File spoon-archives/lyotard.archive/lyotard_2001/lyotard.0111, message 135

Date: Thu, 22 Nov 2001 20:19:11 +0000
Subject: Re: cyborgs and the inhuman


I agree that there are multiple uses of the term 'inhuman' there are as 
you say the uses of the inhuman as a term that reflects the radical 
critque of  the enlightment versions of humanism - it is this which in 
my reading is referred to below in the Apollinaire (nice poetry) and 
Adorno references below.  What Lyotard does, and I have some sympathy 
with this, is to discuss 'with the Frankfurt school'(p64 Time Today) 
 and yet beyond it through refusing to stop at the 'subordination of the 
mind to the culture industry', a conceptualisation which it is worth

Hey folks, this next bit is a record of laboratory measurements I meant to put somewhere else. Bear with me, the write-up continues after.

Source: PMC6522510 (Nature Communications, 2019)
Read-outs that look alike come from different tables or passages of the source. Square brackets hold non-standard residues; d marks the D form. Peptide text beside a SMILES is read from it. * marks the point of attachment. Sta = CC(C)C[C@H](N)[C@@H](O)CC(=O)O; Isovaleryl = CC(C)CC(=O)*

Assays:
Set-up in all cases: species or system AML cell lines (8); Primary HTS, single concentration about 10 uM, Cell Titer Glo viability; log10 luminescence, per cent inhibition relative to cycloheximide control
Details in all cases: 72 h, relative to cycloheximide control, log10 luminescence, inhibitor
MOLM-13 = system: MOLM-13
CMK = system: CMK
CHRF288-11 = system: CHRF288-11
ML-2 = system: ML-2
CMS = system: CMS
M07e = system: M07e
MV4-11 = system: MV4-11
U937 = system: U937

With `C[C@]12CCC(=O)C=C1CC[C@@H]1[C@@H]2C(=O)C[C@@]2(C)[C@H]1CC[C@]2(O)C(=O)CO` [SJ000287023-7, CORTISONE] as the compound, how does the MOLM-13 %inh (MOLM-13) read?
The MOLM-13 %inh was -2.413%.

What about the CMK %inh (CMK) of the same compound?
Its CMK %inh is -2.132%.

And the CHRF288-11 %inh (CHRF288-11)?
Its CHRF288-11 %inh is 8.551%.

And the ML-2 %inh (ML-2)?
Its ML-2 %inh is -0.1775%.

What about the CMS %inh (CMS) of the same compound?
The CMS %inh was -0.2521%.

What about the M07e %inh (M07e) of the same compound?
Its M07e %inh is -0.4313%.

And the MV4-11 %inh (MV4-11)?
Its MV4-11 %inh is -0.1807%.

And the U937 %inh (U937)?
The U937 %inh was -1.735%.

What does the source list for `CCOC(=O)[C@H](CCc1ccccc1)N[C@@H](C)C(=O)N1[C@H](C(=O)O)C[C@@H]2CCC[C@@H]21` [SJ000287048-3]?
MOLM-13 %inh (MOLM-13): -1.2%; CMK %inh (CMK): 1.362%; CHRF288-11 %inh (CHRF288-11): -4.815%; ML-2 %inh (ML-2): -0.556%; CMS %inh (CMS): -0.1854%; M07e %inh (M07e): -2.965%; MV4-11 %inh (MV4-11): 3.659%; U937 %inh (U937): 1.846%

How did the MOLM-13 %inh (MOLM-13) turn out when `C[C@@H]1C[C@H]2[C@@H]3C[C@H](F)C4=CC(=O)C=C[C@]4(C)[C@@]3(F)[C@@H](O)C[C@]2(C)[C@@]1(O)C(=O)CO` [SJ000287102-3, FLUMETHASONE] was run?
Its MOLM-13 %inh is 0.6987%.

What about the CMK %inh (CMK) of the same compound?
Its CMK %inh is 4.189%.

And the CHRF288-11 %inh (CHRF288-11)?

while remembering in these dark days, however Lyotard goes beyond this 
and discusses the way in which post-modern culture  is on the way to 
spreading to all culture. Unifying us into a single cultual and economic 
system, colonising the world... Placing us  in the thrall of gross 
stereotypes and 'apparantly leaving us with no place for reflection and 

It is at this point in Lyotard's logic that the other inhuman appears - 
the target of Lyotard's attack - development and the techno-scientific 
apparatus. The seperation of 'thought from the phenomenological body...' 
what Lyotard is denying and attacking, and is fearful of, is the idea 
that thought and being can be seperated from the human gendered body. 
Inhumanism in this aspect is endlessly calling for a reestablishing of 
the significance of the human, a different relationship between the 
human and technology. It is this which Lyotard is warning us against,